At trial, Palmer testified that Taylor’s suit against Intel involved complex issues requiring a high level of skill to achieve a favorable outcome against heavy odds. He valued his services to Taylor at $257,705. Deducting the $110,250 value of the Intel shares that he had received against this amount, Palmer claimed entitlement to $147,455 on his quantum meruit claim.

Garibaldi determined Taylor had only benefited from the first stock delivery and that Palmer was entitled to a reasonable fee for securing that benefit. He accepted Palmer’s claim of having expended 736.3 hours at $350 per hour working for Taylor, but found that this would result in an excessive fee and that a payment of $55,000, plus costs, would be reasonable.

Taylor appealed, contending Garibaldi had “misapplied” Alderman v. Hamilton (1988) 205 Cal.App.3d 1033, but in his decision for the appellate court, Justice Nathan D. Mihara said Alderman was inapposite.

The clients in Alderman retained an attorney to represent them in a “possible defense of will contest by distant relatives and/or challenge to joint tenancy deed.” They  later agreed to compensate  the attorney pursuant to the terms of their contingency fee agreement for his work on the will contest, but resisted his request for fees on the joint tenancy issue.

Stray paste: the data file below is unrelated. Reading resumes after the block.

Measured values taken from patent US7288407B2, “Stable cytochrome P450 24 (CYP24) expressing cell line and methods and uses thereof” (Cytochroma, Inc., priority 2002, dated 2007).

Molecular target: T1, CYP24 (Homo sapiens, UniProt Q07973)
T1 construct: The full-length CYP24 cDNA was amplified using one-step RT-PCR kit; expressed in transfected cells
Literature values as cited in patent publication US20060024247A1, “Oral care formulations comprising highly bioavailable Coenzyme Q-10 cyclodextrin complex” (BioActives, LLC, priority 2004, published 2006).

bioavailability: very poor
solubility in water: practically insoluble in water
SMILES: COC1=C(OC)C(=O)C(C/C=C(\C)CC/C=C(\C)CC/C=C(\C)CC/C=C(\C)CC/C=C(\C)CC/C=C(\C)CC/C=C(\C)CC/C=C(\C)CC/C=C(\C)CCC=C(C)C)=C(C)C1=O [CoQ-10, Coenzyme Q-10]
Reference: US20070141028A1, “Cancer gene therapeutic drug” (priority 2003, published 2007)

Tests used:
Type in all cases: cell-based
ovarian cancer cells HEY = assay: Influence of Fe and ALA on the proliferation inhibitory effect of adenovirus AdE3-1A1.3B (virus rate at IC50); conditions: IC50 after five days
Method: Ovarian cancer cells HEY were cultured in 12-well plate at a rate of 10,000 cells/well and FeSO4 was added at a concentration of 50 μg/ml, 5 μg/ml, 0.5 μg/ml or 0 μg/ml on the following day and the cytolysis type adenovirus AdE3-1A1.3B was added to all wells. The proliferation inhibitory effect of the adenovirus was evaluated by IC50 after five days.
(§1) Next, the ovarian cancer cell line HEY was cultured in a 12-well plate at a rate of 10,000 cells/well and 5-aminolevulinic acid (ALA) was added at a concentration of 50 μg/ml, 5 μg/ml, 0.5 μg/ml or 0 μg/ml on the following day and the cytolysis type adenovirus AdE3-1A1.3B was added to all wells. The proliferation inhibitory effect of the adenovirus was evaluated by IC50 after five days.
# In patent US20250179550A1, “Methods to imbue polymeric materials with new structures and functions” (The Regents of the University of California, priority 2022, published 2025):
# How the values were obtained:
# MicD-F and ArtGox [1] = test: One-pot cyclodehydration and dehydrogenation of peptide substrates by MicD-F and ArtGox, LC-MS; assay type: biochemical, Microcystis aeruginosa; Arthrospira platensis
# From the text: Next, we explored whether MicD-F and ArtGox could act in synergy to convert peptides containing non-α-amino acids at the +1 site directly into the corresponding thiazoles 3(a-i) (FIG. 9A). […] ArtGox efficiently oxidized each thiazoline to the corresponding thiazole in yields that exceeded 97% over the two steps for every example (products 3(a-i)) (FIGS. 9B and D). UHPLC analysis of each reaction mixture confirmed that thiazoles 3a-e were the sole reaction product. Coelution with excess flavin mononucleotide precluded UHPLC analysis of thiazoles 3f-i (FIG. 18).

On appeal, the Third District Court of Appeal held that the clients “had an absolute right to void the contract before or after services were performed” because it violated Sec. 6147.

Although the clients had waived their right to void the entire contract by agreeing to pay the contingency fee relating to the will contest, the Third District said the clients “were free to and did exercise their absolute right to void the contract provision regarding the joint tenancy property.”

Pursuant to Alderman, Taylor insisted that he had a right to void the fee agreement with Palmer as to the recovery of funds from Intel for one stock transfer and not the other.

He maintained that Palmer had provided two distinguishable legal services to him: pursuing his claims against Intel for its wrongful transfer of his stock to the state, and securing the return of funds held by the state after the transfer of his stock from Intel. Since the trial court found that this second set of services did not provide a basis for quantum meruit fees, Taylor argued that his payment of the contingency fee on the first set of services absolved him of any further liability. 

But Mihara, joined by Justices Eugene M. Premo and Franklin D. Elia, concluded that the fee agreement between Palmer and Taylor did not contemplate two separate  sets of legal services.

“Just a single set of services was provided, directed at a single goal, and achieving a single remedy,” he said. “Consequently, this is not a case in which the client could selectively void the fee agreement, thereby picking and choosing which services the client wished to compensate by paying a contingency fee under the fee agreement, and which services the client wished to compensate with a ‘reasonable fee.’ ” 

The case is Palmer v. Taylor, H032957